Altadenahiker, I absolutely agree. Yes, there are many important considerations and questions that need to be asked to get an understanding of where someone is with their dog raising and responsibility. This is just a starting point.

  8. Elizabeth January 16, 2016 at 11:51 pm - Reply

    Counting the dogs I grew up with, or belonged to grandparents and thus I spent time with them as well, there were 13. Most were mutts. Other breeds: Dachshund, rat terrier, corgi, beagle, Chihuahua, Blue Heeler (often called Australian Cattle Dog). Our current dog, now 15 1/2 yrs old is 1/8th Border Collie and 7/8ths Blue Heeler. She is far and above the best pet we have ever had. She came to us at 5 1/2 weeks old so to her we are her family and I am not sure she even knows she is a dog. She has always loved us without reservation, been VERY obedient and trys so hard to please. She needed lots of attention as a pup and young dog, but we had children at home who gave her plenty. She loved to do tricks and could jump VERY high and catch things like frisbees, etc. She could run like the wind. She would ALWAYS come when called…and NEVER would leave the yard, even if someone left the gate to the back yard open for days!! I have seen another dog coming to begin a fight with her and my husband command her to “go into the house” and she would obey…instantly!! We did very little to train her. We had other dogs when we got her and they taught her to use the pet door to the backyard, so she only had maybe 5 accidents in the house from the day we got her, until just this last year or so. (She is almost blind and deaf…so gets confused some). She has entertained us and made us laugh like crazy…during some very dark days, I do not know what we would have done without her!!

    We had a dachshund that must have been retarded…and we gave him away, happily, after a year. Untrainable. Was good to the kids, but forget house training. The Chihuahua was ours after my mil died. I would not have chosen her. Never was fully housetrained…we just kept her in a little kennel at night and left a pet door open all day…which she used about 75% of the time. She lived to 14…we had her for half those years. Anything we have had with terrier in it was stubborn and not very easy to train either.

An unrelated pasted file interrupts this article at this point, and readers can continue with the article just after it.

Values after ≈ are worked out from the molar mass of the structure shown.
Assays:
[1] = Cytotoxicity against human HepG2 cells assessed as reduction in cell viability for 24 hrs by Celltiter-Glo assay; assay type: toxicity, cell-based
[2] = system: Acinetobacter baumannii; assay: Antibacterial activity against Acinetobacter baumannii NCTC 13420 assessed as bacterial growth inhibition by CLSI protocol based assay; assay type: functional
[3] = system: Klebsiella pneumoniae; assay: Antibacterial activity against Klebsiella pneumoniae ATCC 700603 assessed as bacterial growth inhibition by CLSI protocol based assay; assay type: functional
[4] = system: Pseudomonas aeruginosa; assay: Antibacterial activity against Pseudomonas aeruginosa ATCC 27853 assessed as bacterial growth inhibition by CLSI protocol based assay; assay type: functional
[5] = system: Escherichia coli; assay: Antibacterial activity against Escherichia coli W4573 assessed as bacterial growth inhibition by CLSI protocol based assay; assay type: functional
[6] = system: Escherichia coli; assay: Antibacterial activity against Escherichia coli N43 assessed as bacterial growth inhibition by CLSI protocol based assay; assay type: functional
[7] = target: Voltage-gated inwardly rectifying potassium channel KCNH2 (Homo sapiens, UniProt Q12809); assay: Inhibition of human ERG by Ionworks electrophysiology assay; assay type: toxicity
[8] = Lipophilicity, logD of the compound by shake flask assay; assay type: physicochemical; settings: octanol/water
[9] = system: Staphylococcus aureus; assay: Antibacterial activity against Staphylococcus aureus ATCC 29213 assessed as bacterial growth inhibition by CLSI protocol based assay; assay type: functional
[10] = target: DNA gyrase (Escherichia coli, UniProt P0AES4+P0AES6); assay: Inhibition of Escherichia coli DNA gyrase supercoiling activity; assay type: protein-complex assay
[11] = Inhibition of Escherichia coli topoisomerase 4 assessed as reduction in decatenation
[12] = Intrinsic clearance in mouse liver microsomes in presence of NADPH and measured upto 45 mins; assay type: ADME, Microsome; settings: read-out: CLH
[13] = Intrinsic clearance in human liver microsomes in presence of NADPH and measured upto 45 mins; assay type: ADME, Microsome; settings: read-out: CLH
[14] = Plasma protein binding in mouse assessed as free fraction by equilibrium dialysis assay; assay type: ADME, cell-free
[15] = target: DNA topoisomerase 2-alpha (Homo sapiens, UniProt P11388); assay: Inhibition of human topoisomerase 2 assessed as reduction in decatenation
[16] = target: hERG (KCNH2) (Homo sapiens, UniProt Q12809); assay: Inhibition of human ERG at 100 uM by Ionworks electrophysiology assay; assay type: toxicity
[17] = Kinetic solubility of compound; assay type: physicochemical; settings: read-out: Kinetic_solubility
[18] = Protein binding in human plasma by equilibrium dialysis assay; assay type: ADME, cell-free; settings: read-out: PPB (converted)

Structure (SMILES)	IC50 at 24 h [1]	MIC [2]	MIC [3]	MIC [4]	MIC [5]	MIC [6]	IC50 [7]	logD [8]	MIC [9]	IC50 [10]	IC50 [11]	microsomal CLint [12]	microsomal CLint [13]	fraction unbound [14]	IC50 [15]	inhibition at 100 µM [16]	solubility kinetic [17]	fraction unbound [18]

The only drawback to a Blue Heeler is they are high energy and if you do not have children for them to play with, they do best in the country with a job to do. I have never seen any other breed that wants to please like they do however. My dad has had many and bred many down through the years. He had many people tell him that it was the smartest and best dog they ever had and worth every single cent. We have always “free fed” her and she does not overeat. With each Blue Heeler we had there was one incident when they had to learn who was the boss…and never another problem. They seem to understand the order of things, even within the family. If they know what you want them to do; they will do it, even if you are not around. The one we have currently…you can leave a whole plate of your food on the seat of a chair, even go into another room…she will not touch it. She asks…and waits for you to give her what you want her to have. Talking to her is all that was necessary to teach her this. (How many dogs do this??) I could write a book about her and this breed!!

    Elizabeth

    • Karen Shanley January 17, 2016 at 11:33 am - Reply

      My brother has a Blue Heeler (they’re more frequently called Australian Cattle Dogs in the north.) She’s a great dog. Yes, definitely high energy — so needs either kids, a job, or other dogs to keep her in good spirits. They are frightfully smart — but I’ve never met a herding dog who wasn’t. That’s why I love the herding breeds so much. You can just talk to them and they get it. I have whole conversations with Kiera.

      I also agree on the small dogs and terriers — harder to house train, and terriers definitely need consistency and persistence in training to get it.